How to specify an arc flash relay


What to look for in an arc flash relay

The most important selection criteria are reaction time, trip reliability, avoidance of nuisance tripping, sensor design and installation, ease of use, and scalability and flexibility. 

  • Reaction time: The fastest possible trip times for available arc flash relays vary from less than 1 ms to about 9 ms. Because the idea is to limit energy by shortening the duration of the event, faster is better. The total time it takes for the fault to be cleared is the sum of the response time of the arc flash relay and the time it takes for the circuit breaker to open on a relay-trip input, which may be 50 ms.  
  • Trip reliability: The two main aspects of reliability are trip redundancy and system-health monitoring. An arc flash relay with redundant tripping has a secondary backup for its primary trip path logic that takes over in case of failure. The backup function is not influenced by any time delay programmed for the primary trip path. Since it is not dependent on input power to the relay, it can respond to an arc flash fault that occurs when powering up the system after a plant shutdown even before the unit’s microprocessor is fully operational (which may take 200 ms). To maintain full arc flash relay operation despite power interruptions, some arc flash relays have provision for battery backup. 
    Health monitoring makes sure the system is in good operating condition and should extend all the way from the light sensors to the output of the trip circuitry.
  • Avoidance of nuisance tripping: Most arc flash relays have fixed light thresholds between 8000 and 10,000 lux. Bright light—opening a switchgear cabinet to strong sunlight, a camera flash, or nearby welding—could cause a nuisance trip. A programmable time delay might prevent this from happening, but, as shown above, it is better to avoid delays as much as possible. A better alternative is to use an arc flash relay that accepts current transformer inputs; this way the unit can ignore a bright light that is not accompanied by a sudden current increase. The current inputs can also be used for overcurrent tripping without an arc, if desired.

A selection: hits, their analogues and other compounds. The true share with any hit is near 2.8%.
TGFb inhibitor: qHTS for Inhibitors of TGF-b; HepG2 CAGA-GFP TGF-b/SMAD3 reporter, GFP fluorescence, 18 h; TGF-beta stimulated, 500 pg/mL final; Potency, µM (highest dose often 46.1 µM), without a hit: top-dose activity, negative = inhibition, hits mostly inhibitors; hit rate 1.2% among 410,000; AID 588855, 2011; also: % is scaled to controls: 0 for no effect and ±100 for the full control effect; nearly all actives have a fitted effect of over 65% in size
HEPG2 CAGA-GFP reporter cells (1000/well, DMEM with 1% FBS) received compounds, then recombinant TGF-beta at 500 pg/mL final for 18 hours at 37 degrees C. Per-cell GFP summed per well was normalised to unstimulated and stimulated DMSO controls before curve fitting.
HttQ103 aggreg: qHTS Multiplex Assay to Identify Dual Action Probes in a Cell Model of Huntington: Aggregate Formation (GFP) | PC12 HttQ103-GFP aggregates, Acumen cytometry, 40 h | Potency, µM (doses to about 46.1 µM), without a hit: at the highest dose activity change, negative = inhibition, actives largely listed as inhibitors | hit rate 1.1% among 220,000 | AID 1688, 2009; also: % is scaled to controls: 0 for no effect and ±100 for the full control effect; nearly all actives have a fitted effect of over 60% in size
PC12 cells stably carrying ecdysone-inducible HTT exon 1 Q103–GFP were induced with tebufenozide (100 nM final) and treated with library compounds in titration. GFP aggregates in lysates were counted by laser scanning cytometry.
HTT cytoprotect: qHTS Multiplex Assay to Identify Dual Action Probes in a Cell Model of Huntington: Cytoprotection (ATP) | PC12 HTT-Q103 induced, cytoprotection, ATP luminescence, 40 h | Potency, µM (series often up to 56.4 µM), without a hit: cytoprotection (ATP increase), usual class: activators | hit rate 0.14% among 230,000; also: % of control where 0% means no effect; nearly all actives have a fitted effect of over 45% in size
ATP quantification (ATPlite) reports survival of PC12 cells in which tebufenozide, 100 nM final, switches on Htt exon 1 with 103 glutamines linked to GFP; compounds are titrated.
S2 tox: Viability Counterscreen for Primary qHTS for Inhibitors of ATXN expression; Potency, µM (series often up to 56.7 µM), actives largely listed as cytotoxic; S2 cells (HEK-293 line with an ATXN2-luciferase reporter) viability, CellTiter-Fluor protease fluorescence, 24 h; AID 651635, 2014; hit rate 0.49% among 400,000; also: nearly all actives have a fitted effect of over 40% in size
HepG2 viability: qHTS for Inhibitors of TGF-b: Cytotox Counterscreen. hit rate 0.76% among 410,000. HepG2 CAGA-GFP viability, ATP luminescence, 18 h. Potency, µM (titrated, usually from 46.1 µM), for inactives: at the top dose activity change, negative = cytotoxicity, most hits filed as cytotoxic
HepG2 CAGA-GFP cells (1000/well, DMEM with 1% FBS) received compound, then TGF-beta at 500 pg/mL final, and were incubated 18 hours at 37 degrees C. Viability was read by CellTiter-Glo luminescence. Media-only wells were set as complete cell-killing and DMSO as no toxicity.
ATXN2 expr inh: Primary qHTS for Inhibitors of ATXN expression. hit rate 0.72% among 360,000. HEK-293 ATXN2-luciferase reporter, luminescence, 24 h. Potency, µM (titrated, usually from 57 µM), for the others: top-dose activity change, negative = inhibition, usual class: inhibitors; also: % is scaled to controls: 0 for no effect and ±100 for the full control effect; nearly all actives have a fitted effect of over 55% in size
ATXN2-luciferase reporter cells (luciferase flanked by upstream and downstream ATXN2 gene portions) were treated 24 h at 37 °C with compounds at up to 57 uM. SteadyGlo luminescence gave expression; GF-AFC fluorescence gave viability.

• Sensor design and installation: Most arc flash relay installations use multiple fixed-point light sensors. It’s best to install enough to cover all accessible areas, even if policy is to only work on deenergized systems. At least one sensor should have visibility to an arc fault if a person blocks another sensor’s field of view. Light sensors may also be installed in other electrical cabinets and on panels that are subject to routine maintenance and repairs, such as those associated with MCCs. 
    Some arc flash relays can also work with fiber optic sensors that can range in length from 26 to 65 ft. This is a good way to make sure all areas are covered. However, long “open” fiber strands designed for light reception over their entire length should be used with caution. If an arc flash occurs at the far end of such a strand, then the light arriving at the detector end may not be sufficiently bright to cause a relay trip due to attenuation (db loss) along the fiber length. Some manufacturers avoid this problem by using interconnecting hardware with hardwired outputs from the interconnection and detector points back to the arc flash relay. Some products allow up to six light sensor inputs per relay, and up to four relays can be interconnected to act as a single unit. This means up to 24 light sensor inputs can be used to monitor an electrical equipment configuration.
  • Ease of use: It’s generally better to choose an arc flash relay that does not require field assembly, calibration, or advanced configuration before installing, simply to prevent errors in setup or configuration. Event-logging software, which is provided in some relays, also helps to make troubleshooting easier.
  • Scalability and flexibility: Some arc flash relay designs allow the interconnection of multiple devices, such as multiple relays, each with several sensors. This can be useful in situations such as an MCC that does not have a main breaker that can be relay-tripped. Here an arc flash relay in the MCC can trigger an arc flash relay in an upstream feeder cabinet to shut off the power. 

By understanding the application of arc flash relays and their selection considerations, building designers can design safer electrical systems and respond to OSHA and NFPA’s increased focus on arc flash hazards.

Justin Mahaffey is sales engineer for Littelfuse, where he helps customers improve uptime and worker electrical safety. His experience includes heavy industrial applications such as oil and gas drilling and electric power utilities. Early in his career, Mahaffey worked as both a test and product engineer.


White, James, 2010. Exploding the Myths about Arc Flash, Plant Engineering, April 8, 2010

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RAJ , TX, United States, 04/05/13 06:27 PM:

A good article on the ARC Flash in non technical language for all to understand. The GIGO applies to all the software (Garbage in, garbage out), however experience over only ability to calculate always prevails. No engineer should give into pressures of budgets and should think of safety of people operating it 5 or ten years after start up is essential for plants using high currents at 208 Volts or higher.
HORMAZ , IL, United States, 04/20/13 04:04 PM:

Small services do not have
relay operated circuit breakers, so how do you plan
to trip this breaker other than its normal function?
At what point does this type
of protection become mandatoty?
Anonymous , 05/06/13 12:47 PM:

I am amazed that there are so many way that we can reduce arc flash today.
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